Los Angeles Times

Why religion, care don’t mix


Re “Dignity Health and UCSF,” letter, April 19

The letter from a senior vice president at Catholic hospital chain Dignity Health defending its affiliatio­n with UC San Francisco was accurate, but somewhat disingenuo­us. While patients are provided with informatio­n on services not offered at a Catholic facility, there are still cases where the outcome for the patient may be less than optimal.

I worked for years as a diabetes educator at a Catholic hospital helping pregnant women with diabetes. Some of the women feared that another pregnancy posed too much risk, so they asked for a tubal ligation to be done during a planned C-section.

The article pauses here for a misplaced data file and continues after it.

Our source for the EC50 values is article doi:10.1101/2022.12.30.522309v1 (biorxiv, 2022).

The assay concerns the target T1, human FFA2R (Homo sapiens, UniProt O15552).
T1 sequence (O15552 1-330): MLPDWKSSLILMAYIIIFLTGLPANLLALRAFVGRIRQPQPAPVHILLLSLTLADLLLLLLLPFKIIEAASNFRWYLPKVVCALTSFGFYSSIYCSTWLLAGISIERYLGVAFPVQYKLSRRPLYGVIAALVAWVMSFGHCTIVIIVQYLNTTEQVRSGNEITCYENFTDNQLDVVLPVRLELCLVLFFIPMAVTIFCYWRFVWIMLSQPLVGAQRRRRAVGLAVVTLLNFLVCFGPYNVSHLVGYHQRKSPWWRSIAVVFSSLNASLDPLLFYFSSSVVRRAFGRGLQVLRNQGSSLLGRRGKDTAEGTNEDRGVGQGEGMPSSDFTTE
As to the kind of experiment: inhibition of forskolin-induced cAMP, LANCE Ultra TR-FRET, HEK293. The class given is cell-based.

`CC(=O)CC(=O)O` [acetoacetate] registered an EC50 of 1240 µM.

They found out that they had to recover from the C-section and then, many weeks later, make an appointmen­t to go to an outside facility for the additional procedure. As a result, I saw some back in my office feeling depressed, fearful and frustrated with a subsequent high-risk pregnancy.

While it is admirable that Catholic healthcare institutio­ns are focused on the serving the community and especially those in need, the system of referring out for certain services can put major burdens on patients. Cathy Goldberg Seal Beach

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